After Wood’s death, Daniel sold the mansion and moved to Galena, Kansas. The house became a boarding house with many different families living in its various rooms. In 1906 the Historical Society of Quincy and Adams County purchased the house to save it from destruction from businessmen who wanted to tear it down. At first they used it as a museum with many people going through it. Unfortunately, they did not have the money to maintain it very well and by the early 1970’s the house was in disrepair. At that time, the Historical Society decided to restore the house to its original look. To date over $500,000 has been spent on restoring the house. Visitors can tour this magnificent home that is furnished with period pieces, some of which belonged to John Wood himself. The John Wood Mansion was added to the National Register of Historic Places in 1970.

The Parsonage is a 2-story brick house that was built in 1885 to serve as the minister’s home for the English Lutheran Church, which later became Luther Memorial Church. The red entrance and red doors symbolize the house’s historical connection with the church. The Parsonage now serves as a museum of the Historical Society with exhibits showcasing items from Adams County’s past including the Civil War, early founders, education and fine arts, industry, agriculture, pharmacies and medicine, steamboats, railroads, circuses, and a major doll collection. One Adams County township is featured annually in a rotating display with items depicting its history. The adjoining log cabin was relocated from Perry, Missouri, after it was donated by a local attorney whose family owned the land that the cabin sat on. The log cabin is now used as an educational facility for third grade students during the fall and features garden featuring plants grown by a typical 19th-century pioneer family.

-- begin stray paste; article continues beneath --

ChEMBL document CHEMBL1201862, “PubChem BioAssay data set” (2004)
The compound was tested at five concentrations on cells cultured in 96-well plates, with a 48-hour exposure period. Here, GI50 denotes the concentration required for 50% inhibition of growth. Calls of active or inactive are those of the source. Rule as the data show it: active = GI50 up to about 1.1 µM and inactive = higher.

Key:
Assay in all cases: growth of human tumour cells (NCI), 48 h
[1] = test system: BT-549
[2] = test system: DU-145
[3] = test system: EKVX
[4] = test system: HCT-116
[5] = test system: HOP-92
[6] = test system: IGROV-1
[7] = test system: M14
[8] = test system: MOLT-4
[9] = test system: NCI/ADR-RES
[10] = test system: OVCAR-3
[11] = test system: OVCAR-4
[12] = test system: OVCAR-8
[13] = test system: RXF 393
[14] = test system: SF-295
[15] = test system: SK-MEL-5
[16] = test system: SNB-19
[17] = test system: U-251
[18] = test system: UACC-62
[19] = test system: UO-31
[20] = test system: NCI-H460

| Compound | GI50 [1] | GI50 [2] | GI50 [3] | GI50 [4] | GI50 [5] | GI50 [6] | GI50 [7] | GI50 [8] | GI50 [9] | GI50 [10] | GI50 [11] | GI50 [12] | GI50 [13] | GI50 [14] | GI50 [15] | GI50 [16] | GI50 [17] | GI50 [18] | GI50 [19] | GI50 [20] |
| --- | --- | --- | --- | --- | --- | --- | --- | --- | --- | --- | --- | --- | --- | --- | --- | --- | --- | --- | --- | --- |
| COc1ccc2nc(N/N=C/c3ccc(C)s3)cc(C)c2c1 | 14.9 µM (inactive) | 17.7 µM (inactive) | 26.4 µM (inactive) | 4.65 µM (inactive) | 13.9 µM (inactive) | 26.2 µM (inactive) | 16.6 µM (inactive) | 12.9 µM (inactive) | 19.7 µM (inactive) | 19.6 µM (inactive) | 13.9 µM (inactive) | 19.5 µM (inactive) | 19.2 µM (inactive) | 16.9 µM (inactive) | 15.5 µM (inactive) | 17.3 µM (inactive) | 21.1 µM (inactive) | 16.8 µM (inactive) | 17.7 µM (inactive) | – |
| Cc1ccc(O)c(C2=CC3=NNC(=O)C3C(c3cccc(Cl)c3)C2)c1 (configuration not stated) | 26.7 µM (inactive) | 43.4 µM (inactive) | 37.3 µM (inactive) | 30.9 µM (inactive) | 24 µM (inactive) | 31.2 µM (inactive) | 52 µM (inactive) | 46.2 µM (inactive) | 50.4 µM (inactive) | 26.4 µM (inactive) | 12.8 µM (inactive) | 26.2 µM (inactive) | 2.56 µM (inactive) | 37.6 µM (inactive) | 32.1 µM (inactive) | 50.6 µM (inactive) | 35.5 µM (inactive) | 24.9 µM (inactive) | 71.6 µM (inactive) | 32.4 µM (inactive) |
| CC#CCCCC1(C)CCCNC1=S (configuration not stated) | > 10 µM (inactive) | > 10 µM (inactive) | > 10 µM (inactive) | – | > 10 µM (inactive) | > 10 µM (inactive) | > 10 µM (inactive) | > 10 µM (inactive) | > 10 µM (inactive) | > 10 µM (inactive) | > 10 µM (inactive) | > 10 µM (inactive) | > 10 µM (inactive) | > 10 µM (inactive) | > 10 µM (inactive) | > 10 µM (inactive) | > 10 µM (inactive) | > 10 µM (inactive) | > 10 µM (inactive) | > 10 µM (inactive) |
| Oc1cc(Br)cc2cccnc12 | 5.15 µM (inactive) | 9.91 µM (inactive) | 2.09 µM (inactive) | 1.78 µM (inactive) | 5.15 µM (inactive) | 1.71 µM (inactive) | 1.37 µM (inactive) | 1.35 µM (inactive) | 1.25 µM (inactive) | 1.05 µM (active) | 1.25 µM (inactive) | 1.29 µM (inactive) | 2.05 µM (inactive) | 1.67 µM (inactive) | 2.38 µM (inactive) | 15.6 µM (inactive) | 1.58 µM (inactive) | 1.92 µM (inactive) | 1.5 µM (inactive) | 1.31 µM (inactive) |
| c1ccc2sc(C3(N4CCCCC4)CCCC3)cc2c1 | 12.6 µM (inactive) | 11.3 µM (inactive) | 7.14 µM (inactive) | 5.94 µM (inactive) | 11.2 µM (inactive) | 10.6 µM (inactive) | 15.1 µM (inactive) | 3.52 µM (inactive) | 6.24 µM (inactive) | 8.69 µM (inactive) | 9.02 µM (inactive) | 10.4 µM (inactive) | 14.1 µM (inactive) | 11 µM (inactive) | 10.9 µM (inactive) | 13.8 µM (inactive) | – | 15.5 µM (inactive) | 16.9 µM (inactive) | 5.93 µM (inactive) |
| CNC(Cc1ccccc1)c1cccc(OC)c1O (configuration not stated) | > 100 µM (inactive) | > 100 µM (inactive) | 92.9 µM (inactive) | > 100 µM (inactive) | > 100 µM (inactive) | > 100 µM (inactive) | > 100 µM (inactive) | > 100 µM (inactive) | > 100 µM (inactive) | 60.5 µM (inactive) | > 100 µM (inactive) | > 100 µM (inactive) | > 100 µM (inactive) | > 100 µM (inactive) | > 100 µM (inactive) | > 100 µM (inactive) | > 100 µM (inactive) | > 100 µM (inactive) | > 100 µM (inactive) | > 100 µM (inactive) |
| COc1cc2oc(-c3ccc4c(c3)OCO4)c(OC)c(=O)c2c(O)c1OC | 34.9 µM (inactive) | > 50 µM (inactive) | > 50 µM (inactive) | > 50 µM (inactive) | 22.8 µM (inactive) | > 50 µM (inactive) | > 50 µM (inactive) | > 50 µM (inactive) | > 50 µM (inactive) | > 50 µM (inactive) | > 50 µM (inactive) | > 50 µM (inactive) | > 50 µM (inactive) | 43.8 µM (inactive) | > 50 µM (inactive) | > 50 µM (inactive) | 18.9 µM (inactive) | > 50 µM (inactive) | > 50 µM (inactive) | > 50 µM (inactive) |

The Library and Visitors Center houses the Historical Society headquarters, its historical library, and audio visual and group meeting room. The extensive library features many important books and documents on early life in Quincy and Adams County. These include city directories, city and county histories, and other original resources for research. The Osage Orangerie Museum Store is located in the Visitors Center and offers Quincy souvenirs and original hand-crafted selections from local artisans reminiscent of the 19th century.

Visiting the John Wood Mansion, 1835 Log Cabin, and Parsonage
     Visiting Hours
         
Monday - Saturday: 10 am - 2 pm
               Parsonage open year round, Mansion closed November through March
               The Library and office are only open Monday - Friday
               The Log Cabin is not open to tours to the general public

Admission: $3 for adults and $1.50 for students through high school


Location: The John Wood Mansion, 1835 Log Cabin, and Parsonage is located at 425 S. 12th Street at the corner of State Street about 9 blocks east of the Gardner Expressway and the Quincy riverfront.

Learn more about the Quincy area.


adamscohistory.org - Official site of the Historical Society of Quincy and Adams County.